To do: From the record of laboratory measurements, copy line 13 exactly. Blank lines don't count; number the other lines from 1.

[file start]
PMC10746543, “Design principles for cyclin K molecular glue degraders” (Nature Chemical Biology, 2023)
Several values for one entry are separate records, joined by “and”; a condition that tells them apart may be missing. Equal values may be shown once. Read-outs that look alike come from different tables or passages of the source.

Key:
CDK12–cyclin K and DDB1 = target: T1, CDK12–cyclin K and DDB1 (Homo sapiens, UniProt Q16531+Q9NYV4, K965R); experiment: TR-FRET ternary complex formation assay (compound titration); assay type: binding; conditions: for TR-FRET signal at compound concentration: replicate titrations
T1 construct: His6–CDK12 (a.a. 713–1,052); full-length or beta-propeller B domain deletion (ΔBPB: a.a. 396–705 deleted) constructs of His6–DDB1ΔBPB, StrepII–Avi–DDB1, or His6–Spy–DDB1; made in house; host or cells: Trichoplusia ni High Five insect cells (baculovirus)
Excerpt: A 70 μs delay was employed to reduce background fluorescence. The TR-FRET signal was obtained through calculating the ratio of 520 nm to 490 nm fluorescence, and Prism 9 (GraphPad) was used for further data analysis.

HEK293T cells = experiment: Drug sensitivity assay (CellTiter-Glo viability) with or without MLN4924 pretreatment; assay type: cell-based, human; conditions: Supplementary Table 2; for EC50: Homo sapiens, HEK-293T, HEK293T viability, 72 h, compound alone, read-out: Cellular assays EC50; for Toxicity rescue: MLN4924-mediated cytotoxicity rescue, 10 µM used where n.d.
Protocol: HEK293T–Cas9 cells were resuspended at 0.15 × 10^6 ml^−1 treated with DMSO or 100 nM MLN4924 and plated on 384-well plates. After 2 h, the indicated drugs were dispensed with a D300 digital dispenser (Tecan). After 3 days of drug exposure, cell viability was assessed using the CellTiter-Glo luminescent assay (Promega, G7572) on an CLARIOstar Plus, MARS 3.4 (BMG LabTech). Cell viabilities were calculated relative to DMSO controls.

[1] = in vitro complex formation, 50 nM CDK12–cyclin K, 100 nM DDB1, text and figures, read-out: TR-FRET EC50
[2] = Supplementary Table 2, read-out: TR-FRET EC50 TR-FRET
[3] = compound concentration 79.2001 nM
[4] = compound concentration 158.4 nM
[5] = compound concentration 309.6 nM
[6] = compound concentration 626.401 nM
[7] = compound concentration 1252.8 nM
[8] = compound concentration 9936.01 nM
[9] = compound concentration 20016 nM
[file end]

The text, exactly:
[5] = compound concentration 309.6 nM